The IBOR transition is now well under way on the derivative front, and some key steps have been taken in identifying various LIBOR replacements. The next challenge will be shaping the derivatives market for the new benchmark rates. Preliminary assessments have been undertaken to assess potential replacements for LIBOR derivatives.
15.04.2019 - (L)IBOR reform regulatory scrutiny – increasing the pressure
A number of key financial regulators around the globe are increasing the pressure on supervised firms to respond to the need to transition away from interbank offered rates (IBORs).
21.02.2019 - What are the transfer pricing implications of the IBOR transition journey?
In July 2017, the Chief Executive of the UK Financial Conduct Authority (FCA) announced that firms should discontinue the use of the London Interbank Offered Rate (LIBOR) in favour of overnight risk-free rates (RFRs). Although registered and administered in the UK, LIBOR is a benchmark that underpins contracts affecting banks, asset managers, insurers and corporates globally. The transition must be completed by the end of 2021, as the continuation of LIBOR will not be guaranteed to market participants after that date.
14.02.2019 - The cruise to SARON is departing: Mobilise a transition roadmap
As the journey to transition away from the London Interbank Offered Rate (LIBOR) continues to move forward, supervisors across jurisdictions have started approaching institutions to gain insights into their operational readiness. In Switzerland, a wide range of products with substantial contract volume is tied to LIBOR. This includes lending products such as mortgages and derivatives.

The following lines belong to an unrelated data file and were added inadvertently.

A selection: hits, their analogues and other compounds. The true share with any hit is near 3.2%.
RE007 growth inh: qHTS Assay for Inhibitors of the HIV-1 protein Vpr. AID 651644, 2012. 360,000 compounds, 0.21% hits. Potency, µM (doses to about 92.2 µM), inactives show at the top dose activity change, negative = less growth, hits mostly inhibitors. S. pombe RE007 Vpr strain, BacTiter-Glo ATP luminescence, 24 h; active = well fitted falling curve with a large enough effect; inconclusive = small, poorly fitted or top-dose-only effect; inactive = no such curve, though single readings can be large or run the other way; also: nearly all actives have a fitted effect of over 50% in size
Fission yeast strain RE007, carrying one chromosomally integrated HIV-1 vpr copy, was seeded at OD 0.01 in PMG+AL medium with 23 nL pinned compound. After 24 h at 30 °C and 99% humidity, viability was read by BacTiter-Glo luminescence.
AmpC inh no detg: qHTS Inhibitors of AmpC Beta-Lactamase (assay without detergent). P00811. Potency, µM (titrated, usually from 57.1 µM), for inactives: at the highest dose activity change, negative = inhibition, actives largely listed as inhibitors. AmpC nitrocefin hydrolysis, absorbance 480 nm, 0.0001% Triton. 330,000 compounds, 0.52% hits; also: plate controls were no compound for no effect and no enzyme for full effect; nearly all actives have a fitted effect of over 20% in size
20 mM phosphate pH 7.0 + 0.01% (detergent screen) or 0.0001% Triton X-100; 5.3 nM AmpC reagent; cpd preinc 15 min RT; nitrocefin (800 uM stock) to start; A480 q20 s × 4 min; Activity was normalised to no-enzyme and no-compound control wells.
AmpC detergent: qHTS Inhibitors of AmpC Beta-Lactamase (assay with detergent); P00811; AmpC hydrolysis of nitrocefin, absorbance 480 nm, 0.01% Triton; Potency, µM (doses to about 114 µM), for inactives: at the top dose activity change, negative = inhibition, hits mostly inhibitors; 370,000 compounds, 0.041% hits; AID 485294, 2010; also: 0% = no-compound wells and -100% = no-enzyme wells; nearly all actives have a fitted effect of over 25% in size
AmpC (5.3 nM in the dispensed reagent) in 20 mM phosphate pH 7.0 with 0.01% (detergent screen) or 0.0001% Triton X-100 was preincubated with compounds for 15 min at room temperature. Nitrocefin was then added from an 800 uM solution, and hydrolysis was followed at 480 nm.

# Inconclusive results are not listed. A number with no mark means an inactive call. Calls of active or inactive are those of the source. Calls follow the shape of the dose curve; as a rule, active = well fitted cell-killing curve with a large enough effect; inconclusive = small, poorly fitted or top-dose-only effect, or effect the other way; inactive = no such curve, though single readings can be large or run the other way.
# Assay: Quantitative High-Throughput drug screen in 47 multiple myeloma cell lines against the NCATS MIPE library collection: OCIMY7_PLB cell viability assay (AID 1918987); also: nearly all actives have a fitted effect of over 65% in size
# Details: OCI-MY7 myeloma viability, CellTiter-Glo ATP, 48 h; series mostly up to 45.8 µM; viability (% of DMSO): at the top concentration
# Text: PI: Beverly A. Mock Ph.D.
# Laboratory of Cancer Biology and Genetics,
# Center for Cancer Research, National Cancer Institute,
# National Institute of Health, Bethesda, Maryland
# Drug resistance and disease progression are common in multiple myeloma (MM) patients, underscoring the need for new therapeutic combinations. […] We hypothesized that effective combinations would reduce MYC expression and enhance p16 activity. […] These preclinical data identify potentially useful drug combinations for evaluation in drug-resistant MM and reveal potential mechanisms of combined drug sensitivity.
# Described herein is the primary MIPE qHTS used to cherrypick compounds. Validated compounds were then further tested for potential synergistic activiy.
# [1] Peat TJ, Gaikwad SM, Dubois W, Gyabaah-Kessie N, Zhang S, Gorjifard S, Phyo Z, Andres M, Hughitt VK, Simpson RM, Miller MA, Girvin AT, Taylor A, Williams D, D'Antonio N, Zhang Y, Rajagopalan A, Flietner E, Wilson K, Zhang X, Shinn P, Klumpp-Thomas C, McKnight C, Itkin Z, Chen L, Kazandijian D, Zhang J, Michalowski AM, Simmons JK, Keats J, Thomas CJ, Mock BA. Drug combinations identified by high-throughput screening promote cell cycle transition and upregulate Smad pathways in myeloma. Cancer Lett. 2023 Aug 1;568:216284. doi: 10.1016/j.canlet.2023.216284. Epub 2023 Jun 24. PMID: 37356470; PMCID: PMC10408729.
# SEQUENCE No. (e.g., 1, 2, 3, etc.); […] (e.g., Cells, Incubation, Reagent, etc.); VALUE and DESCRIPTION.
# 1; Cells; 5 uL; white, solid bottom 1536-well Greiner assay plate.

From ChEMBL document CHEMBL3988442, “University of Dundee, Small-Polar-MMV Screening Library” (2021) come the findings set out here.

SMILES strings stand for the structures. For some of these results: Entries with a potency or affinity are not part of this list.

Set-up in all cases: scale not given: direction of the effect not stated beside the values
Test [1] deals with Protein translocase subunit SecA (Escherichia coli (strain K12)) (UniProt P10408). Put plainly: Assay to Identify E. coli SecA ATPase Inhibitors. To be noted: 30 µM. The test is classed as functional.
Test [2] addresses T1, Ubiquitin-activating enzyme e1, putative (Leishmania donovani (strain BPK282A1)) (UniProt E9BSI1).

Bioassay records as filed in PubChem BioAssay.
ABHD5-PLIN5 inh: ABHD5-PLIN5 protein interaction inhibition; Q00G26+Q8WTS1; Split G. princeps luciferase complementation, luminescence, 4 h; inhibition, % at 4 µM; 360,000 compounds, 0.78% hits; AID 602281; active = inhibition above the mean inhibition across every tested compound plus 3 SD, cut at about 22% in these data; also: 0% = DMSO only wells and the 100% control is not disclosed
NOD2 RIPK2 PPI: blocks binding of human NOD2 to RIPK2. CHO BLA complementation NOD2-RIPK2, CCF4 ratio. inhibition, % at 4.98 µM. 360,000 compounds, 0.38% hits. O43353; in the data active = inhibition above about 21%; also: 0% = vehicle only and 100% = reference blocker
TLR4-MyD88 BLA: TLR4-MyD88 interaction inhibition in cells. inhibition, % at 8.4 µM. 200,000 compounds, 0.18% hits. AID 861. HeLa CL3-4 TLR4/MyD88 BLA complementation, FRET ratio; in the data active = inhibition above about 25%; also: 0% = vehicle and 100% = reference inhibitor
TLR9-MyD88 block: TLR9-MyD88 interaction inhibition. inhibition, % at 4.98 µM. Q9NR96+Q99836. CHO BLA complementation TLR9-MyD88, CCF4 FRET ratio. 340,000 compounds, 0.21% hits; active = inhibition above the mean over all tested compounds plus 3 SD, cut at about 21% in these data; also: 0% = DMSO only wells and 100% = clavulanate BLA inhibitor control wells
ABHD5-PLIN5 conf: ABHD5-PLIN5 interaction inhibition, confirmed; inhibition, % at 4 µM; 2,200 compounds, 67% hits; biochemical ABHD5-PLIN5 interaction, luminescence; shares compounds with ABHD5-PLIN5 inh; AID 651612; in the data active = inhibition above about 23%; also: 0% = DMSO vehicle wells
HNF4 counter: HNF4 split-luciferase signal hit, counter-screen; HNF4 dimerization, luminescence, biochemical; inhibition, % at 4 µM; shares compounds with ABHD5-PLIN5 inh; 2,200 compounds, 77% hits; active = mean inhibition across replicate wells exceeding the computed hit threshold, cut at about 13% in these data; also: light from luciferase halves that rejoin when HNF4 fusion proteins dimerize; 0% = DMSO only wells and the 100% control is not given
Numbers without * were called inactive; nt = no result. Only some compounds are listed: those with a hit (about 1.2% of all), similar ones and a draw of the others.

07.12.2018 - LIBOR to SARON – A challenging and different transition
London interbank offered rate (LIBOR) is a UK regulated and administered comprehensive set of benchmarks across a number of standard maturities and major currencies. Given how pervasive LIBOR is in the global financial system, any discontinuation of LIBOR will have far reaching implications. 2018 has seen regulators increasing pressure on firms to prepare for the transition away from LIBOR to new risk-free/nearly risk-free rates (RFRs). While new interest rate derivatives and cash markets continue referencing LIBOR, public authorities and private sector working groups have jointly selected overnight RFRs options that are being adopted by market participants. The adoption of RFRs though remains at a low level to date.
25.10.2018 - IBOR, the journey ahead
Interbank offered rates (IBORs) have served for decades as the reference rate at which banks borrow in the interbank market. During the last financial crisis however, significant fraud and conspiracy connected to the rate submissions led to the London Interbank Offered Rate (LIBOR) scandal. This triggered concerns on the sustainability of certain IBORs in the unsecured bank funding market. In 2013, the Financial Stability Board (FSB) started reviewing major interest rate benchmarks due to concerns on their reliability and robustness. In 2014, the FSB opined that risk-free reference rates (RFRs) could be more suitable than reference rates containing a term credit risk component.In November 2017, the UK’s Financial Conduct Authority (FCA) accelerated the need for financial institutions to move to alternative reference rates (ARRs) by announcing that they will no longer compel or persuade banks to submit quotes to support the LIBOR after 2021.